You have my permission to travel again. But some restrictions apply.
All that has changed.
Cases have dropped. Vaccines are being distributed. And the CDC just revised its travel guidelines. But there are important exceptions — and there are exceptions to the exceptions.
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COVID-19 cases are headed down — mostly
Coronavirus cases are on a downward trajectory. They've rebounded slightly in the last week, but I hope we're seeing a 'dead cat bounce' on Wall Street — a temporary bump. Roughly 18 percent of the U.S. population has been fully vaccinated.
This is what it should look like once enough folks are vaccinated. It's Israel's daily new case chart. Israel has vaccinated more than half of its population:
Or Gibraltar. Almost everyone there has received the vaccine.
But I digress.
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Why I've changed my mind about a travel ban
Last week, the Centers for Disease Control (CDC) revised its travel guidelines. Noting that fully vaccinated travelers are less likely to get and spread COVID-19, it said anyone inoculated with an FDA-authorized vaccine can "travel safely within the United States."
According to the CDC:
Vaccinated travelers don't need to get tested before or after travel unless their destination requires it.
They don't need to self-quarantine.
They should still follow the CDC’s recommendations for traveling safely. That includes masking up, social distancing and frequent hand washing.
The government still recommends that anyone who isn't fully vaccinated should avoid travel.
I agree with the CDC. But I have my own reasons for giving the "all clear." There's no credible evidence that vaccinated people are spreading the virus. I don't know what else you can do to ensure safety.
And we have all been locked down for more than a year now. It's really time to resume traveling.
* About those exceptions ...
I can't give everyone my permission to travel. So here are the people who should continue to avoid travel:
If you're not fully vaccinated
If you can't — or won't — get vaccinated, then you should stay home and wait for us to achieve herd immunity. Even then, I would strongly recommend getting vaccinated.
If you're recovering from COVID-19
If you've been exposed to COVID-19, or are sick, or you test positive for COVID-19, cancel your travel plans. Also, don't go anywhere if you're waiting for results of a COVID-19 test.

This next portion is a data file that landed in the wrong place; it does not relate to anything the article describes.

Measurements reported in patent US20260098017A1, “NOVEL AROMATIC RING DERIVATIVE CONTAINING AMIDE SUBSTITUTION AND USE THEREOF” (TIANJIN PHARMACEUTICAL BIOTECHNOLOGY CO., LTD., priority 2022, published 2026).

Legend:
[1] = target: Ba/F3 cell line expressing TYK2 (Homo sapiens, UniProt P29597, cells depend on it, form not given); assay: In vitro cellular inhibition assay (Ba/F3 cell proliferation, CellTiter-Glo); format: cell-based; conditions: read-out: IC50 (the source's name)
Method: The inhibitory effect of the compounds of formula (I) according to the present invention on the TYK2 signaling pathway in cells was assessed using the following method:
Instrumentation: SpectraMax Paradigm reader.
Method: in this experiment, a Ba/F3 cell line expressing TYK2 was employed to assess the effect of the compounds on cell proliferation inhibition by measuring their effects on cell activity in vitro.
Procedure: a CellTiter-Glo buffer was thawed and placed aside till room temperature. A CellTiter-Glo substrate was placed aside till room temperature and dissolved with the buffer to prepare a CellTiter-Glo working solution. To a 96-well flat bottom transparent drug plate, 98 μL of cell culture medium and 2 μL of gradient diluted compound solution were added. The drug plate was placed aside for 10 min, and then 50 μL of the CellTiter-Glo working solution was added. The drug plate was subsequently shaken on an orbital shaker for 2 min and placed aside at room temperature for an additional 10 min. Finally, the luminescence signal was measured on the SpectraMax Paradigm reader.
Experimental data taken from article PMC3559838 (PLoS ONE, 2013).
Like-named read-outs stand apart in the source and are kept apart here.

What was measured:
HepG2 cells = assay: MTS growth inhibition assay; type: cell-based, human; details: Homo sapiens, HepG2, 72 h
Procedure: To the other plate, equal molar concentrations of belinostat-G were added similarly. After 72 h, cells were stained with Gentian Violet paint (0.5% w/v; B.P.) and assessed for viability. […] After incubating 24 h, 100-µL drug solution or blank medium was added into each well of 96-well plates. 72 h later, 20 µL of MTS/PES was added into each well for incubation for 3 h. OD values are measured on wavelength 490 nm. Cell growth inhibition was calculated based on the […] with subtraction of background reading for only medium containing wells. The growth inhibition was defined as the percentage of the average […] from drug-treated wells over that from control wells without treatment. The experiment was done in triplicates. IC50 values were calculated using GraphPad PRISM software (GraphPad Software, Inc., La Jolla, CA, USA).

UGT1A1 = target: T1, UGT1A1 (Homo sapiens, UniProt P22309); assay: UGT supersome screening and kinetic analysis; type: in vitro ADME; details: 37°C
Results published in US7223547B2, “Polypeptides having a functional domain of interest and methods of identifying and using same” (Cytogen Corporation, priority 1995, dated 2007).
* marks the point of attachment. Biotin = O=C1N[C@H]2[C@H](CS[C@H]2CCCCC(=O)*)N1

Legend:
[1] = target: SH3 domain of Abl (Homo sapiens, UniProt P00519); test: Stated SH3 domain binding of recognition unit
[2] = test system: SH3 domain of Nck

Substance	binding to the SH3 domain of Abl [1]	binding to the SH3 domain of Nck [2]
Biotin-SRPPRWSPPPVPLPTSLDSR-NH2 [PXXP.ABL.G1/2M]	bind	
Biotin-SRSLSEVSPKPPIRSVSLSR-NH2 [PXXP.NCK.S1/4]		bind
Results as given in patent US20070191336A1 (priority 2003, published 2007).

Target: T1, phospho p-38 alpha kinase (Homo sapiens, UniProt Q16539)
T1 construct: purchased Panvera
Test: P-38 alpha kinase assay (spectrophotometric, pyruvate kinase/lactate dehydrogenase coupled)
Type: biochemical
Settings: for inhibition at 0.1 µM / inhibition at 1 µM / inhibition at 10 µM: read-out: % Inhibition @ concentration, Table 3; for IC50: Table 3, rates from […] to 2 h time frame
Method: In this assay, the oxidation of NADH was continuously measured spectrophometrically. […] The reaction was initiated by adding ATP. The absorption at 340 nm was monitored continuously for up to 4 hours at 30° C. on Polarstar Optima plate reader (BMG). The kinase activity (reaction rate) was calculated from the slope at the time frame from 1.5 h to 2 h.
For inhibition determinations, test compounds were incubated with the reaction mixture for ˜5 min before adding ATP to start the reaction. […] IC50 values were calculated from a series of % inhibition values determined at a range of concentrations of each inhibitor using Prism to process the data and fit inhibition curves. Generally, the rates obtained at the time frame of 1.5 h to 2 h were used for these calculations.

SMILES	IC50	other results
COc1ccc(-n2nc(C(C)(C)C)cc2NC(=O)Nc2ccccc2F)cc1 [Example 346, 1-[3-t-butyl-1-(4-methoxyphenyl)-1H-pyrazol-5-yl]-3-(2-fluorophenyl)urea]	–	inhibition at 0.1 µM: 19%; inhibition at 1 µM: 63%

If you're between shots
Wait until you're two weeks past your second shot before making a trip.
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And yes, there are exceptions to the exceptions
Here are some frequently asked questions about traveling after the travel ban:
If I'm vaccinated but my kids are too young, can I still travel?
None of the vaccines are approved for children under 16. But according to the CDC, children may have less severe illness from COVID-19 compared to adults. So if you want to take a summer vacation with your kids, you can go. But bear in mind that children could still become infected, and perhaps transmit the virus to more vulnerable adults.
If I'm vaccinated but my parents aren't, can I visit them?
No. Wait until your parents are vaccinated. If they refuse to get vaccinated, then wait until herd immunity is established. There's still a chance you could infect your parents.
If I'm vaccinated, can I visit my unvaccinated grandkids?
If you have grandchildren who are too young to receive the vaccine, then yes. But if they are older or at risk, it's safer to wait.
If I've had COVID-19 in the past 3 months, can I travel?
Yes. The rules for vaccinated travelers also apply to you. But that could change any time as we discover more about the virus.
I'm on my way
This isn't a theoretical discussion for me. The lease on my place in Sedona, Ariz., runs out next week and I'm hitting the road. (I extended our stay several times until it was no longer possible.) We plan to make a slow, counterclockwise loop around the country, returning to Arizona this fall before heading overseas.
I'm more than a month past my second shot. Both my boys (ages 16 and 18) are due for their second shot next week. My daughter, 14, is not vaccinated yet.
I would have liked to wait until everyone had the vaccine. But my daughter doesn't qualify for a vaccine yet.
I feel we've been as responsible as possible. We originally wanted to start traveling again in November, but then the second wave happened. We've been in Sedona for seven months, waiting patiently for a green light from the CDC.
Last week, we finally got it.
I'm interested in your thoughts. Do you think it's safe to travel now? Why or why not? If you're not going anywhere, what will make you feel safe? And if you are going somewhere, please tell us where you're going.